Learn about any one of the many ways we are helping animals in B.C. right now.
The protection of animals against physical or psychological abuse and neglect is at the heart of the BC SPCA's mission. Through the powers granted to the BC SPCA through the provincial Prevention of Cruelty to Animals (PCA) Act and the Criminal Code of Canada, the SPCA's Special Provincial Constables have the power to investigate complaints of animal cruelty, issue orders to the owner of an animal to make necessary changes to ensure the health and safety of their animal(s), to execute warrants to remove animals in distress and to recommend charges of animal cruelty to Crown Counsel. The BC SPCA investigates over 7,100 complaints of animals in distress annually.
Each year the SPCA finds new homes for more than 19,000 abandoned or surrendered animals. Almost all of the BC SPCA's 36 branches post photos and stories about homeless animals online so that potential adopters can view animals at home before visiting their local shelter.
The BC SPCA responds to thousands of calls to provide emergency rescue and treatment for animals who are injured or in danger. BC SPCA staff and volunteers are also there to rescue animals in large-scale emergencies, such as forest fires or coastal oil spills.
Every year the BC SPCA reunites thousands of lost pets with their anxious guardians.
When people think of animal protection in B.C. they usually think of dogs and cats. But the BC SPCA also promotes the welfare of B.C.'s 20 million farm animals through livestock inspections, lobbying for improved codes of practice, educational farm tours for students, and SPCA Certified, a labeling program that identify food products which have been raised according high animal welfare standards established by the BC SPCA.
The BC SPCA rescues more than 1,800 deer, birds and other wildlife every year through its shelters and through Wild ARC, the BC SPCA's Wildlife Rehabilitation Centre located in Metchosin on Vancouver Island.
Through its SPCA Kids Club, youth magazine - Bark! magazine, school presentations, curriculum development, summer camps, youth workshops, and website resources, the BC SPCA encourages thousands of young people to treat animals with compassion and respect, while empowering youth to be ambassadors of the BC SPCA's mission.
The BC SPCA works to reduce the suffering of surplus animals in B.C. through pre-adoption spay/neuter programs in shelters, spay/neuter assistance for low-income pet guardians, partnerships with First Nations communities and spay/neuter education campaigns. The BC SPCA also carries out more than 5,800 low-cost spay/neuter operations a year through its Spay/Neuter Clinics in Prince George and Kamloops and its Vancouver Animal Hospital.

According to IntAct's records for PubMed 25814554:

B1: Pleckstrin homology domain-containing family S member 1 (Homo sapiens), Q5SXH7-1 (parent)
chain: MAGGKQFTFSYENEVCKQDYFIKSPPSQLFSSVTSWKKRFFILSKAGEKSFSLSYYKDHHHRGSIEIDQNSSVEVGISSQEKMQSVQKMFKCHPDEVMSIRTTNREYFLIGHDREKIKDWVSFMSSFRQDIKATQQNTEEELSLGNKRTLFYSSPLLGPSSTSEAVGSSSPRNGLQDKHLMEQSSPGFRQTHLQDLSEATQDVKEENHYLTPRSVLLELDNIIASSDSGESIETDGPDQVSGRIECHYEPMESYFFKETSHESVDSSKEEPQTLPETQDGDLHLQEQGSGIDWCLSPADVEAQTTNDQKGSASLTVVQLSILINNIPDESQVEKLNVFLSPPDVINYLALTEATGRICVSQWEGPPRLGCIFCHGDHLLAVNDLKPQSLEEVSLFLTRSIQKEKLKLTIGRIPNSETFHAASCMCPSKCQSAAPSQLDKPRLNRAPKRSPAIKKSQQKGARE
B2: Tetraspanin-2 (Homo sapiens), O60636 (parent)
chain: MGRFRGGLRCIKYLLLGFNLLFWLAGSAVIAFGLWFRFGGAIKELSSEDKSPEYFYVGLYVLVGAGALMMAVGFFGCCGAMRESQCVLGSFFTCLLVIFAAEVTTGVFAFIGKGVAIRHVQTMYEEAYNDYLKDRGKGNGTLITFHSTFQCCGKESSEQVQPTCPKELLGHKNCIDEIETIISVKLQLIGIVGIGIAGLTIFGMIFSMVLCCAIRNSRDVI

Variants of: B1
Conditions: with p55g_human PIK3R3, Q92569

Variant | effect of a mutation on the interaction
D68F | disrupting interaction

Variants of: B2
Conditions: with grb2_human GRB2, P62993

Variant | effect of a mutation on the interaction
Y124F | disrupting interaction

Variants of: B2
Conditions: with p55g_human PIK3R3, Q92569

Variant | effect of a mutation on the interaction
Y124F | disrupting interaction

Through brochures, fact sheets, displays, e-newsletters, AnimalSense magazine, public service campaigns and media releases, the BC SPCA promotes improved care and understanding of all animals.
The BC SPCA works closely with the award-winning Animal Welfare Program at the University of British Columbia to increase knowledge and skills in the field of animal welfare, from studies on reducing stress for shelter animals to farm animal advocacy and awareness.
The BC SPCA lobbies actively on animal-related issues, such as stronger anti-cruelty laws, pet-friendly rental housing and spay/neuter bylaws. Our monthly e-newsletter, Anim@ls provides details on how animal supporters can get involved in advocacy activities to protect animals.
Recognizing the strong link between animal abuse and family violence, the BC SPCA has resources that inform social service and enforcement agencies about this important issue. Through cross-training and reporting, we are working to create humane communities where all life is respected, valued, and protected.
The BC SPCA Hospital in Vancouver provides quality veterinary care for thousands of sick and injured stray animals in the Lower Mainland. It offers low-cost spaying and neutering as well as a wide range of veterinary services to the public.
In the North Cariboo region, the BC SPCA has opened the Prince George Spay and Neuter Clinic in an effort to reduce the overpopulation of companion animals and to educate residents of the need and benefits of spaying and neutering pets.
In 2009 the BC SPCA opened the new Kamloops Spay/Neuter Clinic to help reduce the problem of pet overpopulation in that area.
The BC SPCA is implementing ShelterSense a comprehensive animal management system to ensure all animals from intake to adoption receive a high standard of care. DogSense, for example, provides temperament assessment of dogs and a guardian matching program to help ensure a long-term relationship between animal and guardian. CatSense vastly reduces the stress of cats in the shelter environment helping reduce stress-related disease and improving adoption rates.
UBC Animal Welfare Program
The BC SPCA helped to establish the Animal Welfare program at the University of British Columbia based out of the Faculty of Agricultural Sciences. Many graduates of this program now apply their animal welfare expertise to assisting animals at the BC SPCA. For detailed information visit their site.